All diaper rashes aren’t created equally. Diaper rashes can be caused by diaper wearing, diapers themselves and issues not related to diapers and diaper wearing. Given the moist and dark conditions a baby’s bottom is exposed to, it’s no surprise that diaper rashes are relatively common.
Here’s a few of the most common problems that babies experience in their diaper areas.
Traditional Diaper Rash
Traditional diaper rash presents as pinkish or red skin in the areas where the diaper covers. It runs the gamete from mild to severe. Typically diaper rash is easily identifiable because of the change in a baby’s skin. The skin becomes pink or red and depending on the severity can have fluid filled bumps, scaling, peeling of the skin and/or inflammation. The best treatment for diaper rashes and for keeping diaper rashes from getting worse is prevention. The diaper area should be cleaned and dry, spoiled diapers should be removed immediately, the baby should be given diaper free time to let the air circulate around his bottom and a zinc oxide barrier cream, like Desitin, should be applied with each diaper change. Soaks in warm water can also help to improve a diaper rash. Diaper rashes that don’t quickly heal up using preventative measures should be evaluated by the child’s physician. Some diaper rashes require treatment with hydrocortisone ointment.
A diaper rash left untreated could turn into a yeast infection. A yeast infection can occur in both girls and boys and typically appears in the folds of skin in the thighs and around the genitals. The rash is typically screaming red and well defined. It may have red borders and satellite lesion may be present. The often swollen red skin and may be accompanied by small bumps, which could be fluid filled or the skin could be scaly. Children who have been on antibiotics may be more susceptible to getting a yeast infection. While traditional diaper rash treatment may help, antifungal creams are often used to treat yeast infections.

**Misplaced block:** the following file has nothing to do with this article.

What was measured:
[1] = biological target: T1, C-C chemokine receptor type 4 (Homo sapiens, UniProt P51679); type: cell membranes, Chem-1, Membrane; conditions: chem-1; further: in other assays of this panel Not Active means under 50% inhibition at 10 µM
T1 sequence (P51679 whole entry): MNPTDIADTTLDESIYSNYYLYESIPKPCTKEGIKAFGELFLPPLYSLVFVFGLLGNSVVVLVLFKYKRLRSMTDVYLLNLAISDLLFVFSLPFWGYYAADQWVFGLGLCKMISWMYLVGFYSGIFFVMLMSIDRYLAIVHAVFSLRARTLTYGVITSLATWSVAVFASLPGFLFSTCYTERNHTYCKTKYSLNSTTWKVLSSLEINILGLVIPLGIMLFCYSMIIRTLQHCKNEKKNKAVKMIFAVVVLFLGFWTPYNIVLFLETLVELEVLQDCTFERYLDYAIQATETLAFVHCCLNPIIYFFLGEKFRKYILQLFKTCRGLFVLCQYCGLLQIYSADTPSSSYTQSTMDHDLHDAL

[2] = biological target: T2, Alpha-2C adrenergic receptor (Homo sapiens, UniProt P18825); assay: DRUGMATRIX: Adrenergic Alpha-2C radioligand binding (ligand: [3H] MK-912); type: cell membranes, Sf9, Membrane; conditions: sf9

If diaper rashes are left untreated, another complication could occur: a bacterial infection. When normal bacteria that lives on the skin gets into the skin via compromised or broken skin, a bacterial infection can occur. An impetigo infection typically presents as brownish, honey colored crust patches. Fluid or puss filled blisters may also be present. The rash is typically itchy and painful. Another type of bacterial infection is a staph infection. A severe rash, pull filled blisters and a fever may indicate a staph infection. If you suspect a bacterial infection, medical attention is required. An antibacterial treatment is typically required.
While mild diaper rashes typically go away in day or two, if you suspect your child to have a moderate diaper rash, a yeast infection or a bacterial infection, check in with her doctor. If a fever accompanies a rash or if your baby seems severely uncomfortable, you should seek a medical evaluation.